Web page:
NMCB 4 closer to deployment with a successful FTX

CECN Antonio Cadiz dismounts a Mine Resistant Ambush Protected (MRAP) vehicle.

Photo by CM2 Daniel Wyman / NMCB 4

CECN Antonio Cadiz dismounts a Mine Resistant Ambush Protected (MRAP) vehicle.

Members of NMCB 4 load “injured” personnel onto an HH60L Blackhawk helicopter during a mass casualty drill, part of last month’s Field Exercise Training.

Photo by CM2 Daniel Wyman / NMCB 4

Members of NMCB 4 load “injured” personnel onto an HH60L Blackhawk helicopter during a mass casualty drill, part of last month’s Field Exercise Training.

Members of NMCB 4 enjoy a hot meal during their FTX at Fort Hunter Liggett.

Photo by CM2 Daniel Wyman / NMCB 4

Members of NMCB 4 enjoy a hot meal during their FTX at Fort Hunter Liggett.

A Mine Resistant Ambush Protected All-terrain Vehicle (M-ATV) enters the Entry Control Point during last month’s Field Training Exercise at Fort Hunter Liggett.

Photo by CM2 Daniel Wyman / NMCB 4

A Mine Resistant Ambush Protected All-terrain Vehicle (M-ATV) enters the Entry Control Point during last month’s Field Training Exercise at Fort Hunter Liggett.

EO3 Trevor Odom fires the M240B machine gun to fend off an enemy offensive during Field Training Exercise last month.

Photo by CM2 Daniel Wyman / NMCB 4

EO3 Trevor Odom fires the M240B machine gun to fend off an enemy offensive during Field Training Exercise last month.

EO3 Trevor Odom mans the M2HB .50-caliber machine gun as EOCN Pierre Cheek acts as “A” gunner during the recent Field Training Exercise at Fort Hunter Liggett.

Photo by CM2 Daniel Wyman / NMCB 4

EO3 Trevor Odom mans the M2HB .50-caliber machine gun as EOCN Pierre Cheek acts as “A” gunner during the recent Field Training Exercise at Fort Hunter Liggett.

CM3 Nathan Gilbert conducts field maintenance on an M2HB .50-caliber machine gun.

Photo by CM2 Daniel Wyman / NMCB 4

CM3 Nathan Gilbert conducts field maintenance on an M2HB .50-caliber machine gun.

Chief Hospital Corpsman Randal Connolly treats the wounds of a role-player, with the help of an interpreter.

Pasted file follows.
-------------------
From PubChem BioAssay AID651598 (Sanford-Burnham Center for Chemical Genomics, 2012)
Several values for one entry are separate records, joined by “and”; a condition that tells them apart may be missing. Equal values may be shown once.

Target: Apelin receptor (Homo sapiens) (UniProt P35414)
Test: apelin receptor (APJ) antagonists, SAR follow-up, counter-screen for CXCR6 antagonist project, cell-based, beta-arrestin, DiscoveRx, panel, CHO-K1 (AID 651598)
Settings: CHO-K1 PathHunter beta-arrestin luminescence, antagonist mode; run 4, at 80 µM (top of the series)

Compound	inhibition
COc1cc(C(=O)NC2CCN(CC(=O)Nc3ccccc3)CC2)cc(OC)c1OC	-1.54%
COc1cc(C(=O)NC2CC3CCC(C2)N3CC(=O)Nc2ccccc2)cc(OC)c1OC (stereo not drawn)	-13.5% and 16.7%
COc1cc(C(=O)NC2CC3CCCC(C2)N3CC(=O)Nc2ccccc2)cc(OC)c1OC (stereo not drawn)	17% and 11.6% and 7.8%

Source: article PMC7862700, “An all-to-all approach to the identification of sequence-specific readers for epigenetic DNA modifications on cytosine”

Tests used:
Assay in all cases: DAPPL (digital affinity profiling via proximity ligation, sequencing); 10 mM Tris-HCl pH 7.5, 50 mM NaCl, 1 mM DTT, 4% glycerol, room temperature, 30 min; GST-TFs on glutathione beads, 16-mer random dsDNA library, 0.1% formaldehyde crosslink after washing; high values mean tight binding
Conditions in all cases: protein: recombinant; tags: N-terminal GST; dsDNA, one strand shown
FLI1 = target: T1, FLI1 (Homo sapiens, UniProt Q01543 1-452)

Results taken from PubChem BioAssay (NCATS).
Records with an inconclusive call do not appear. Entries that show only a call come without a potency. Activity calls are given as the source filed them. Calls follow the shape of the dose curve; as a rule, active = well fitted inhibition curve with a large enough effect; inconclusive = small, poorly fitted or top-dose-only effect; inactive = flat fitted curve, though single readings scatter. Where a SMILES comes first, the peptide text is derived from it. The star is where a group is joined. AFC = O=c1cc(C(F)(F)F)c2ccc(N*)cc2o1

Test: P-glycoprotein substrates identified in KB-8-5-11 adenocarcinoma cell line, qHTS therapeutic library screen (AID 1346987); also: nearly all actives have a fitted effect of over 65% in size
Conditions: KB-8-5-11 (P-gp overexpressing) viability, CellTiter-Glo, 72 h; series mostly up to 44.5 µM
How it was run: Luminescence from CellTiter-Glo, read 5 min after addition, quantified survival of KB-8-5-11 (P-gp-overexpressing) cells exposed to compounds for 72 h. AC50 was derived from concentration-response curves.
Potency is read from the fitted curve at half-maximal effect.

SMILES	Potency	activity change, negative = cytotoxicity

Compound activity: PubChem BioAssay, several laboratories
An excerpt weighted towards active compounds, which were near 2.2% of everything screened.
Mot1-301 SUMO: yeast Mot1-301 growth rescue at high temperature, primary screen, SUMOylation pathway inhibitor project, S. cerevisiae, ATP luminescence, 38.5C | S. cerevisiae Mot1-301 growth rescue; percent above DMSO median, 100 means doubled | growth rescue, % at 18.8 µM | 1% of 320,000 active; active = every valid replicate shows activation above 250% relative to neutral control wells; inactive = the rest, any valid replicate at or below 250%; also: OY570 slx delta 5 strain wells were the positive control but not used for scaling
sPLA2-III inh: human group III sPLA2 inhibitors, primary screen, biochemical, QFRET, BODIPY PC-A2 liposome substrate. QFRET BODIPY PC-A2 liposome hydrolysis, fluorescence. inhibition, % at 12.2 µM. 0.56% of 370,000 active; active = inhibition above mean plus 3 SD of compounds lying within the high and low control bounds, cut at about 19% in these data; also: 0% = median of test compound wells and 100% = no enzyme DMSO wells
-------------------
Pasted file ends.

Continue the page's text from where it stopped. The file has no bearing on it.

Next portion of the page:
Photo by CM2 Daniel Wyman / NMCB 4

Chief Hospital Corpsman Randal Connolly treats the wounds of a role-player, with the help of an interpreter.

CE3 Amberleigh Wallace prepares a terrain model for a Convoy Security Element mission brief.

Photo by CM2 Daniel Wyman / NMCB 4

CE3 Amberleigh Wallace prepares a terrain model for a Convoy Security Element mission brief.

Seabees assigned to Naval Mobile Construction Battalion (NMCB) 4 conducted a highly successful Field Training Exercise (FTX) at Fort Hunter Liggett last month.

FTX marks the defining event for the homeport training regimen, during which the battalion demonstrates proficiency in all aspects of Seabee operations. Conditions simulate the projected operating environment of the battalion’s pending deployment to Europe and Africa.

Prior to FTX, the battalion conducted unit driven training at all levels to ensure all hands were properly prepared to achieve the greatest success in the field. Additionally, the first four days at FTX provided the opportunity for receiving, staging, onward movement and integration (RSO&I), where the battalion conducted the finishing touches for FTX execution.

With the battalion in full FTX mode, scenarios started simple and became progressively more complex through the exercise. With battalion Air Detachment (Air Det) and Mainbody movement tasking mere days apart, the battalion rapidly found itself in full swing. Operations quickly converted to 24-hour mode, and rest became a hot commodity, along with staying warm throughout the night when temperatures fell into the 20s.

After the battalion’s Convoy Security Element delivered Air Det to its new operating location, they found themselves ready for construction and tactical operations. Despite adverse conditions, the det successfully grew into a cohesive, independent team.

While Air Det was working hard at a remote site, the rest of the companies established the Forward Operating Base (FOB). With 100 fewer Seabees than last year’s FTX, the lines were stretched thin. In addition to manning the perimeter, the companies completed several construction projects, including one security tower, one Mabey Johnson Bridge, two bunkers, three Southwest Asia (SWA) huts and an Airfield Damage Repair mission.

A unique aspect of this year’s FTX was sustained galley and shower operations throughout most of the exercise. The Food Service Division served two hot meals per day. The Logistics Support Area resumed serving hot meals a mere 29 hours after moving to Mainbody’s FOB. Showers and hot chow in the field provided a great boost to the troops and maintained positive momentum throughout the exercise.

The final test for NMCB 4 came during an all-out assault on the Mainbody FOB. After receiving simulated mortar and machine gun fire, the battalion vigorously pushed back the enemy and suppressed the attack.

At the end of the exercise, the battalion redeployed to Naval Base Ventura County, Port Hueneme, with “Ready for Tasking” certification for the upcoming 2013 deployment to Europe, Africa and Central Command areas of operations.

© 2012 Ventura County Star. All rights reserved. This material may not be published, broadcast, rewritten or redistributed.

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CAPT. LARRY VASQUEZ

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